This won the Pulitzer Prize for good reason. Go read it!
Re: Books
#385  January 28, 2014, 09:48:13 pm
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The Spook's Apprentice
- I recall seeing this book in stores in New Zealand when I was a kid, never picked it up though. Its about Thomas Ward who is the seventh son of a seventh son. He becomes the apprentice of a Spook, who is a dude that takes care of supernatural stuff going around the area. Kinda hard to tell what age the book is based in but it's quite interesting. It's a decent start to a book series, could have been better, but it's enough for me to want to keep on reading.

A Song of Ice and Fire: Game of Thrones
- The HBO original show was all the rage some time back so I thought about reading this in my holidays. Damn this thing is pretty cool. You've got so much shit going on at the same time yet it all ties up with one another. I didn't expect "those" kind of parts so it got me by surprise :stare:
It did get boring in certain parts but it picks up speed everytime you think about putting it away. I'm definitely going to finish this series.

Skulduggery Pleasant: The Last Stand of Dead Men
- Written by Irish author Derek Landy, this book series is almost finished. I started reading these when I was around 10 or 11 but now about 7 years later they're still funny as hell. The characters in the book series all develop greatly as the series goes on. I can't really explain what happens since you would have needed to read the previous titles, but basically: shit gets real in this one.

Cherub: The Recruit (Book 1) and Class A (Book 2)
- I started this series as well. Meant for teens to young adults, it's the story about a young man named James who becomes an orphan with his half sister after his mother, an obese woman who was the boss of a larceny empire, dies. He gets taken in by Cherub which is a secret UK organization that trains kids and teens to become spies for the government. Seems kinda kiddy but it is quite funny to read. The only problem was that people who aren't familiar with british slang terms might not understand some parts (I know what they say since NZ people say a lot of them).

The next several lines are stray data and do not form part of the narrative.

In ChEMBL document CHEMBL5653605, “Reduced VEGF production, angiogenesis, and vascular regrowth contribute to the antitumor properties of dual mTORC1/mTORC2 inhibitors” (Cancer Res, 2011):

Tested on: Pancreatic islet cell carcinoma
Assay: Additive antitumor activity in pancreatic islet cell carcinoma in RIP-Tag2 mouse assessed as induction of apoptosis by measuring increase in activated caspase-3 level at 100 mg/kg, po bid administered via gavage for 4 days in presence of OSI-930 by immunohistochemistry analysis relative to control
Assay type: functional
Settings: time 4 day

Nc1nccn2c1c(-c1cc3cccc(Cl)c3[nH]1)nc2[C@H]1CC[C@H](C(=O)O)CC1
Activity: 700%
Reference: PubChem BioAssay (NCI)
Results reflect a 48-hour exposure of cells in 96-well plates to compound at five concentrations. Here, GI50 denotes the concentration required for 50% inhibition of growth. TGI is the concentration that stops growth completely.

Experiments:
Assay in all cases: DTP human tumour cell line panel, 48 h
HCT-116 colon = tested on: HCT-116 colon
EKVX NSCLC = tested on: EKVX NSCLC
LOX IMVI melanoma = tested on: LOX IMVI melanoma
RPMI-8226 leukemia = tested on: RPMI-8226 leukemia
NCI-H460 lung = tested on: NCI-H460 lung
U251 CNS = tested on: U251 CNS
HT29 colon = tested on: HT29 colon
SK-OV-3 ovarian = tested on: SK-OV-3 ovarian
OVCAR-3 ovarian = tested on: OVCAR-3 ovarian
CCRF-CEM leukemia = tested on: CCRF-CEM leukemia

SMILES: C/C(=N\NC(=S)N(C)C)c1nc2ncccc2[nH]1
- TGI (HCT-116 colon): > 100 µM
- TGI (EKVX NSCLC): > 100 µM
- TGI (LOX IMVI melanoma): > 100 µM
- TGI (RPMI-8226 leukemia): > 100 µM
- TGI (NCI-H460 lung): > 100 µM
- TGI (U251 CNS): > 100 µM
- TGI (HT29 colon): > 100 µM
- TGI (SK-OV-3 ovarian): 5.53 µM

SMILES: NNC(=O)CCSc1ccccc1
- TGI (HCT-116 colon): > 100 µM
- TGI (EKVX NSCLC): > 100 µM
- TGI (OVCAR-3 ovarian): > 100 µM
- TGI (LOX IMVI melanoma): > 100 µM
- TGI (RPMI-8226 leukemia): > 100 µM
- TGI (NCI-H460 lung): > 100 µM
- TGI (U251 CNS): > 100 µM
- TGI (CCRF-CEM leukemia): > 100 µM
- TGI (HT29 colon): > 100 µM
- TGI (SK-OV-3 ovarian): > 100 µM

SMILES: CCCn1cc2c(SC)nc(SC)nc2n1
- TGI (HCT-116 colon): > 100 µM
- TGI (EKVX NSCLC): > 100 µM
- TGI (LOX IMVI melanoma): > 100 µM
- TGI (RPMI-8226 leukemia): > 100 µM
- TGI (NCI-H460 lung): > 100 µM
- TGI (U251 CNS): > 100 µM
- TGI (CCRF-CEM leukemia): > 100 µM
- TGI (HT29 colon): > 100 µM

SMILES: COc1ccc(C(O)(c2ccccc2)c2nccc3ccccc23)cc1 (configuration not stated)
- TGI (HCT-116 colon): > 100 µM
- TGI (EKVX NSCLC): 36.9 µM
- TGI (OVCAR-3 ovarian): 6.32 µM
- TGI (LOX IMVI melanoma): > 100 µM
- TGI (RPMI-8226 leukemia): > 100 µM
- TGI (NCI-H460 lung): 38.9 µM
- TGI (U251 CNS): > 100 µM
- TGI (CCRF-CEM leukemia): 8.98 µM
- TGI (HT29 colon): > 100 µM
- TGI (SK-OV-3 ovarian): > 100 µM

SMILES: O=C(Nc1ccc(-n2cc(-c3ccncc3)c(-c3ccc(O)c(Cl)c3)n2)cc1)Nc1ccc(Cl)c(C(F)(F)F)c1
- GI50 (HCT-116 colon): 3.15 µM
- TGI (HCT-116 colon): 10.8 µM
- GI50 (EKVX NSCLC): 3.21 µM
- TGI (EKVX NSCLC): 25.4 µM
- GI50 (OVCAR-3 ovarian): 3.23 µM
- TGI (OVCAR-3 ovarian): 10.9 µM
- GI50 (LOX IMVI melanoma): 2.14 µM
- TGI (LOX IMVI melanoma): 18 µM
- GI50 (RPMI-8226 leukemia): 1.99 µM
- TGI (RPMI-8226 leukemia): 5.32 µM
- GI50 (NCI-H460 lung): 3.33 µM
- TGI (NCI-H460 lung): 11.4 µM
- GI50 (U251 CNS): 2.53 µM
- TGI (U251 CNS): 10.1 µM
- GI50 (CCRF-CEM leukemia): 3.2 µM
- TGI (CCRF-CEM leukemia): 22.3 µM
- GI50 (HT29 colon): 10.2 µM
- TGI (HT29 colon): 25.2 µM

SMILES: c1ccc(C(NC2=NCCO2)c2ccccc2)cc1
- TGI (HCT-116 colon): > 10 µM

These are all books for teens and young adults ('cept Game of Thrones, that shit is meant for an older audience) so I recommend giving these a go if you're not busy. You can also get the ebook version for all of them (what I've got).

GDM

Re: Books
#386  January 29, 2014, 02:52:05 pm
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Yeah watta finished all 5 books of game of thrones still waiting for the 6th book and the 4th season
Re: Books
#387  January 29, 2014, 06:00:32 pm
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The Witcher: Storm Season

Andrzej (Andrew) Sapkowski return to his famous The Witcher saga, which is prequel (some sort) showing some of earliest adventures of Geralt. Book is bit rusty at the beginning but it's getting better the more you read. There are some new characterts and some old ones like his pet friend Jaskier (I don't know his english name). There are some royal scams, schemes, and twist and once again Geralt is being manipulated by someone to do some dirty work. And he sleep with most of female characters too lol. Overall very good read. I never realized how much I missed The Witcher books until I read this one. Epilogue is very cryptic & suprising and it may hit for possible continuation. I hope it will happen because writing historical fantasy is what Sapkowski does best.

Matthew Quick - Silver Linings Playbook

It was centrainly interesing book. Very different from the movie, more psychotic, but cool. I really like that kind unusual love stories so I enjoyed it very much. I only disliked father of Pat (hero of the book) and whole baseball themes. I'm not fan of baseball or any sports for that matter so these parts bored me greatly but I liked how Pat remained opthimistic after all these bad things happened in his life. And Tiffany was fun too.

John le Carré - Call for the Dead

I always wanted to try Carre novels and I got interesed in his famous protagonist George Smiley after I readed that Spy from 2011 was such great movie. I didn't watched it yet but I started reading books about Smiley first. Unfortunately I couldn't get digital copy of the book in polish language so I had to get audiobook. It's bit pain in the ass because I read so much faster than speaker but I'm getting through it. I'm at the last chapters at the moment and is very good spy novel so far. Smiley is very unusual and interesing character. Plot feels real and entertaing and it's not about action or shooting like in the movies. I'm centrainly hyped for more books about Smiley. I can't wait when I start Karla Trilogy

I may post here more if I will have some time or if i get some responses, we will see.
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Re: Books
#388  February 26, 2014, 09:06:10 am
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I just finished reading Cryptonomicon and all of The Baroque Cycle (which consists of eight books packaged together into 3 volumes: Quicksilver, The Confusion, and The System Of The World), by Neal Stephenson.